Top 7 Best Batman Performances!

best-batman-laser-time

Forget King Lear or Uncle Vanya – the Dark Knight might be the hardest character to ever play, yet these guys make it seem easy!

Assume you’re a trained actor. You’ve been in front of cameras for years, you’ve studied your craft, transformed your body, occupied whole other existences. But, what happens when you’re then covered in head-to-toe rubber, or sat alone in front of a microphone, all to play a character more famous than Hamlet, Willy Loman, and Blanche Dubois combined. And you have to play this iconic person in a way that’s original, true to the character, AND will please both fans and the executives that oversee a billion-dollar franchise. That right there is the pressure of playing Batman.

Counting both live action, animation, and video games, dozens have played Batman in his 75 year history, but only a few have truly left their mark on Bruce Wayne’s legacy. Some, like Roger Craig Smith in Arkham Origins, do a serviceable job that doesn’t forge much new ground, while the first ever Batman on film, Lewis G. Wilson, seemed to have little clue what to do with Bats. Those are the performances you have to ignore on the way to determining who played the Dark Knight Detective better than anyone ever, and this narrows it down to the top 7 best. Starting with…

7. Michael Keaton

When Tim Burton’s interpretation of the Bat was about to come out, many doubted the character could be taken seriously by the mainstream. So many identified Bats with his jokey 1966 series, not an angry loner skulking in the shadows. And then Burton hired former comedian Michael Keaton, the star of Beetlejuice, to play Batman. It all seemed doomed from the start, yet Keaton found a way to play both Bruce and Bat as a complex character plagued by guilt, responsibility, and anger.

Ignoring Batman ’89’s many problems – Batman kills a dude, dopey lines, Jack Nicholson chewing every piece of scenery he could get his hands on – Keaton found something in Batman that hadn’t been embodied in live action before. He was a damaged person trying to make things right in a crazy world, and he was pretty angry about it too. He’s a grief stricken man, but this Bruce can also make a joke or at least pretend he’s having fun. He even struggles with telling his new girlfriend that he’s Batman. Keaton’s is an approachable hero, one who recognizes he’s fucked up, yet can’t get off the track he’s set himself on. Even with his inconsistencies, Keaton gets the honors on this list for adding a much needed sense of tragedy to the man.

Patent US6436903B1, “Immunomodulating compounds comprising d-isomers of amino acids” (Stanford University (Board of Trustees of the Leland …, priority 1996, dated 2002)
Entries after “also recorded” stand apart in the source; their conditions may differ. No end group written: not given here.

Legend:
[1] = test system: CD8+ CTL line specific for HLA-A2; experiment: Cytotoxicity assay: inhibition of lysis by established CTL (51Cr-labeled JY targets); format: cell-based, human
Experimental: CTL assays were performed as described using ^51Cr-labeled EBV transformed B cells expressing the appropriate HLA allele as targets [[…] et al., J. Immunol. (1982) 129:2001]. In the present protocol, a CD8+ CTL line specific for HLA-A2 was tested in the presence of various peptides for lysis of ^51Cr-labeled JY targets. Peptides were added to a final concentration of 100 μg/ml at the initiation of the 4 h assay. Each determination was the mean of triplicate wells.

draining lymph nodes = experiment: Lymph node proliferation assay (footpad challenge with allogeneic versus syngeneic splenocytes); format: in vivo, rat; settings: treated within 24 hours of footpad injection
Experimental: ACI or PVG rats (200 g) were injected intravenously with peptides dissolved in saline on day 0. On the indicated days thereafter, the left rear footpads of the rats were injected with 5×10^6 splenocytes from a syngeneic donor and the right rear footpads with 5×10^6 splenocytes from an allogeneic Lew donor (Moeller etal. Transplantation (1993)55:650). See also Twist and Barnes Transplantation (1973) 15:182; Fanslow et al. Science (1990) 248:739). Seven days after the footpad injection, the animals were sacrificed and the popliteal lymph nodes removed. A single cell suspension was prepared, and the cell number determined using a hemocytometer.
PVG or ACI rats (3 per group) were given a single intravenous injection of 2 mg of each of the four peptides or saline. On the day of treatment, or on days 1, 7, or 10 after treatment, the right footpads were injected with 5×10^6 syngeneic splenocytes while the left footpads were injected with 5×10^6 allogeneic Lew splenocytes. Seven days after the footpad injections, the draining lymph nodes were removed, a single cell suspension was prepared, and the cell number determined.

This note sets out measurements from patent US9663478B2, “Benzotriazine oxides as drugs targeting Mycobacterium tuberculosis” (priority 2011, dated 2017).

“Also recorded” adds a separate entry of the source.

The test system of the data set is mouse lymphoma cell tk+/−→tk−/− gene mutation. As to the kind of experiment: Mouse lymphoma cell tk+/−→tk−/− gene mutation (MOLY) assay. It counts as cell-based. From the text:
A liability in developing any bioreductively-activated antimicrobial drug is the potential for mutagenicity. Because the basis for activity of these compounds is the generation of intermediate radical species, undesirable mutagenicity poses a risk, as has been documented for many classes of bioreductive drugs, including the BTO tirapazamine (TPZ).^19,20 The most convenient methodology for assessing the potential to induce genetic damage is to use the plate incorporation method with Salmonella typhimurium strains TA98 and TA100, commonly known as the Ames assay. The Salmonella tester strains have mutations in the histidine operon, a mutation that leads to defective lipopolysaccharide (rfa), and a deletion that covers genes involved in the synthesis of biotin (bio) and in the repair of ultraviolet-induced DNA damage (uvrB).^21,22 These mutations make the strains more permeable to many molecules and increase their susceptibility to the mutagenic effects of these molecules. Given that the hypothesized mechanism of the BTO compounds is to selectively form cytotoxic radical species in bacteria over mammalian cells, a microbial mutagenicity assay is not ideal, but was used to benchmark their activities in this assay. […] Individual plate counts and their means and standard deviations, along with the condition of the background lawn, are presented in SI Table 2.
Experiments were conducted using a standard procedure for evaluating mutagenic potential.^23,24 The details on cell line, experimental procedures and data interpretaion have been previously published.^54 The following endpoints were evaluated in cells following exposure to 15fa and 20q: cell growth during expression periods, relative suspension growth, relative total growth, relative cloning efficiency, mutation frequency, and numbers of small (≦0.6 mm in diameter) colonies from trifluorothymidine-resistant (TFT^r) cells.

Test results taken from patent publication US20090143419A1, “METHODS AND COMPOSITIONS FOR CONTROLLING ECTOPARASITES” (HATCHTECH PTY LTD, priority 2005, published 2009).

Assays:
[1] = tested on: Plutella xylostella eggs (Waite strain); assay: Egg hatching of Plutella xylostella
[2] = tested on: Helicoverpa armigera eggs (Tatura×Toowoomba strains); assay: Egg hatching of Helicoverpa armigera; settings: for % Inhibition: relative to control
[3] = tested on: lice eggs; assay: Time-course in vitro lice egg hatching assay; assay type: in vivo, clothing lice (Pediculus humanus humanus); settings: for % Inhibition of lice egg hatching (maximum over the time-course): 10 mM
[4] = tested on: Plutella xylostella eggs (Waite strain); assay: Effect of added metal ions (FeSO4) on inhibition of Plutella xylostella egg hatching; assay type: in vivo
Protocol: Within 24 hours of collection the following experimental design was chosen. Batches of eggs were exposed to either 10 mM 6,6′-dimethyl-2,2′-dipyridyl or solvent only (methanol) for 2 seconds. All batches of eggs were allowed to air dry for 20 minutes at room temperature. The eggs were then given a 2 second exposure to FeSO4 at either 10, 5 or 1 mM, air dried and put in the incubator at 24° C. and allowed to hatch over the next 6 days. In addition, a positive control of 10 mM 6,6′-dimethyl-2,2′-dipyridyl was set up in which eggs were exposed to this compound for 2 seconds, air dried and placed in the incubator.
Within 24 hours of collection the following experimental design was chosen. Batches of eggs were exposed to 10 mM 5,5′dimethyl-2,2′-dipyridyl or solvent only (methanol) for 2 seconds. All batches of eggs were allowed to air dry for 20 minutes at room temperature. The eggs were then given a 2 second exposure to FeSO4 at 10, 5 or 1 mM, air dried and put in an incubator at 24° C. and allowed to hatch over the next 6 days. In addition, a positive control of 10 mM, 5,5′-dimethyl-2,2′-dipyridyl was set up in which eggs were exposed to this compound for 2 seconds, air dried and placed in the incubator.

6. Diedrich Bader

Christopher Nolan’s Dark Knight trilogy swung the pendulum so far toward “grim and gritty” that Batman really needed something lighthearted, especially for younger fans who maybe don’t need to see Maggie Gyllenhaal burned to death. That’s where the comedic, Silver Age-inspired Batman: The Brave and the Bold comes in, which cast comic actor Diedrich Bader as a lighthearted, fun, and self-aware Batman.

This Batman made jokes from time to time and could recognize that maybe it’s slightly silly to wear a blue cape and punch clowns in the face. But Bader’s Bats is still a badass crimefighter when he needs to be. Also, the premise of the show is a weekly team-up with other classic DC folks, and that gave Bader the rare Bat-opportunity to play off of other Justice Leaguers, and he handled that beautifully. One of his best scene partners has to be Aquaman, played by Bender himself, John Dimaggio. Just watch the some of the above scenes and try not to laugh.

20 thoughts on “Top 7 Best Batman Performances!

  1. Its hard to argue Conroy because like you said, he has been batman in so many things. But its hard to put just the voice of batman over someone who not only has to voice, but appear as the Dark Knight himself. Uhg, im glad you did this list, I dont think I could ever put them in order. A fantastic read though, thanks!

  2. I can’t argue with this list. Conroy is my Batman. I never saw Brave and the Bold or the 1966 show, so I can’t agree or disagree with those.

    I look forward to what Ben Affleck does with Batman as well.

    1. Ben is going to surprise us and may be the next best thing for the franchise since casting Heath as the Joker.

  3. I would put Keaton at 2 or 3, nobody beats Conroy. Conroy and Hamill are both great in the animated series and the games.

  4. I’d put Bale a bit higher. I always liked his bat-growl. Also, Aquaman is the best part of the Brave and the Bold. The Rousing Song of Heroism is the best.

  5. Peter Weller put it down as aging Batman and the dark knight returns is my favorite batman film of all time! It makes all other DC Animated films seem just kinda average in comperison. The score by composer Christopher Drake really is what made this film and the above mentioned Weller.

  6. Henry,